Screen-reader optimization: we run a background process that learns the website’s components from top to bottom, to ensure ongoing compliance even when updating the website. In this process, we provide screen-readers with meaningful data using the ARIA set of attributes. For example, we provide accurate form labels; descriptions for actionable icons (social media icons, search icons, cart icons, etc.); validation guidance for form inputs; element roles such as buttons, menus, modal dialogues (popups), and others. Additionally, the background process scans all of the website’s images and provides an accurate and meaningful image-object-recognition-based description as an ALT (alternate text) tag for images that are not described. It will also extract texts that are embedded within the image, using an OCR (optical character recognition) technology. To turn on screen-reader adjustments at any time, users need only to press the Alt+1 keyboard combination. Screen-reader users also get automatic announcements to turn the Screen-reader mode on as soon as they enter the website.
These adjustments are compatible with all popular screen readers, including JAWS and NVDA.
Users can also use shortcuts such as “M” (menus), “H” (headings), “F” (forms), “B” (buttons), and “G” (graphics) to jump to specific elements.
We aim to support the widest array of browsers and assistive technologies as possible, so our users can choose the best fitting tools for them, with as few limitations as possible. Therefore, we have worked very hard to be able to support all major systems that comprise over 95% of the user market share including Google Chrome, Mozilla Firefox, Apple Safari, Opera and Microsoft Edge, JAWS and NVDA (screen readers), both for Windows and for MAC users.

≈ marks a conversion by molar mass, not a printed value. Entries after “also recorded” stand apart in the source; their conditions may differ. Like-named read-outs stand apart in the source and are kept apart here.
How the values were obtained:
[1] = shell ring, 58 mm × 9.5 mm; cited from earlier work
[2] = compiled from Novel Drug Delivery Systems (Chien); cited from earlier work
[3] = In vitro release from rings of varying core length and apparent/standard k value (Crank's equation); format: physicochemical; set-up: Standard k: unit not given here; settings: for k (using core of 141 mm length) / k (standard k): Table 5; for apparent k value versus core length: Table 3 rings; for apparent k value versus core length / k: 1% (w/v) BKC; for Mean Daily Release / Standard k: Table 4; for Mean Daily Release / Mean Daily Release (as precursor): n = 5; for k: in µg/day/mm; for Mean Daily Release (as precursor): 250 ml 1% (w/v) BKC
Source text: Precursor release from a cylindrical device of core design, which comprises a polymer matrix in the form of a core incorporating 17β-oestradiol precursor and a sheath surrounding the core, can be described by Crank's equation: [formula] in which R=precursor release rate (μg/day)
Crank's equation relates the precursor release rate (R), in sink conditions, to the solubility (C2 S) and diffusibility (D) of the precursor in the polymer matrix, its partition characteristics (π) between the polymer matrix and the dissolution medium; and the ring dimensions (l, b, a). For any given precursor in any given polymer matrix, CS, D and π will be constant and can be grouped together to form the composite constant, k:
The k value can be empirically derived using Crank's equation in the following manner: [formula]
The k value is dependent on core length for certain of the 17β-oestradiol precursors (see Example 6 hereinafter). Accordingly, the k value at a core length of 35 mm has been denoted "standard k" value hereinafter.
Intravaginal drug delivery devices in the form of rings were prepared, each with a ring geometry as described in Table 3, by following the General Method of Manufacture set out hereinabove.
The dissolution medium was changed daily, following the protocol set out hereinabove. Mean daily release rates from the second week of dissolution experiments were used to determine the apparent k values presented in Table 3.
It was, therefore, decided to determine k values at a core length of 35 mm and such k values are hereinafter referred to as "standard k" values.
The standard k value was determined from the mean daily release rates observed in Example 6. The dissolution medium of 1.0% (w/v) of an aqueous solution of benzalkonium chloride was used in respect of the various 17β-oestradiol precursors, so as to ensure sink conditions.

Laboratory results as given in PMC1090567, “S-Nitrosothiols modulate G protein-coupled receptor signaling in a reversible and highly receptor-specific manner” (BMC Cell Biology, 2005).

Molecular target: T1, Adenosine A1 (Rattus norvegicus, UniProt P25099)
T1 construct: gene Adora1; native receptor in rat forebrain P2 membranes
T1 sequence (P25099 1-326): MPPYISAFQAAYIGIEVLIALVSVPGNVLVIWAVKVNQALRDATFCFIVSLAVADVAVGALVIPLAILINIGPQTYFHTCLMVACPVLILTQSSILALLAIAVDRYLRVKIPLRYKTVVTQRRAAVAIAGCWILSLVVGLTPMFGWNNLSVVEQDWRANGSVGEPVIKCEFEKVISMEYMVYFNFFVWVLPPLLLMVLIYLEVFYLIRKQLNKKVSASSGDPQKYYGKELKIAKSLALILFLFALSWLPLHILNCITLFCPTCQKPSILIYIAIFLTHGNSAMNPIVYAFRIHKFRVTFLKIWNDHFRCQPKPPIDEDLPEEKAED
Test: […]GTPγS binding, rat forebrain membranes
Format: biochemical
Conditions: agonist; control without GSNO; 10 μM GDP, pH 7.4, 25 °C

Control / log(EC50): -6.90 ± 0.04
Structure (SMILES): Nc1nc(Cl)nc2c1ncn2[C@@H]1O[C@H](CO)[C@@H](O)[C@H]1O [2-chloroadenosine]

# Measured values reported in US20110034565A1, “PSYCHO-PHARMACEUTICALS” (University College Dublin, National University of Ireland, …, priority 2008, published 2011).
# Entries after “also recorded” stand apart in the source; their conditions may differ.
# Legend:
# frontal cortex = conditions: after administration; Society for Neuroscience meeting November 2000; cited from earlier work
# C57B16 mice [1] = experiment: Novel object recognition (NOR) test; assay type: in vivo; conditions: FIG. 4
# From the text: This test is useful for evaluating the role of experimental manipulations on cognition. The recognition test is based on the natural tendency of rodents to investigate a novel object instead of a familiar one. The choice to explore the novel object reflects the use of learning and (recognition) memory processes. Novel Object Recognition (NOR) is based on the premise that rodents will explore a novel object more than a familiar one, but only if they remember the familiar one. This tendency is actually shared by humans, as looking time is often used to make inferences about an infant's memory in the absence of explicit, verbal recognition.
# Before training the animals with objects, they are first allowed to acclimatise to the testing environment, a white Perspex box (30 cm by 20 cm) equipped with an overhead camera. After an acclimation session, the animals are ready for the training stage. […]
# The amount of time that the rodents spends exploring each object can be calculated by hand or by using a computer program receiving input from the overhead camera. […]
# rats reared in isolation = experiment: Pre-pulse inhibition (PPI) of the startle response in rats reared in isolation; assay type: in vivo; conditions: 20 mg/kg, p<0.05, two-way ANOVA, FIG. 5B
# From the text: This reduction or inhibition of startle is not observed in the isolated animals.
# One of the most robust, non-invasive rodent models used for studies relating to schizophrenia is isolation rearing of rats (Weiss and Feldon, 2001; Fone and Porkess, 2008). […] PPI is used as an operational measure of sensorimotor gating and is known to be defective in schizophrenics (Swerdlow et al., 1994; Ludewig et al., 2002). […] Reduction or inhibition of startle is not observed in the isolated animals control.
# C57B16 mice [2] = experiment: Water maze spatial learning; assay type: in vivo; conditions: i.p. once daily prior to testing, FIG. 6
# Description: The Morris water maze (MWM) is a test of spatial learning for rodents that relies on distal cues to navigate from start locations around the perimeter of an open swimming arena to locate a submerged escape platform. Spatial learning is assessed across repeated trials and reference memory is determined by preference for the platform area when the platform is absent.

Despite our very best efforts to allow anybody to adjust the website to their needs, there may still be pages or sections that are not fully accessible, are in the process of becoming accessible, or are lacking an adequate technological solution to make them accessible. Still, we are continually improving our accessibility, adding, updating and improving its options and features, and developing and adopting new technologies. All this is meant to reach the optimal level of accessibility, following technological advancements. For any assistance, please reach out to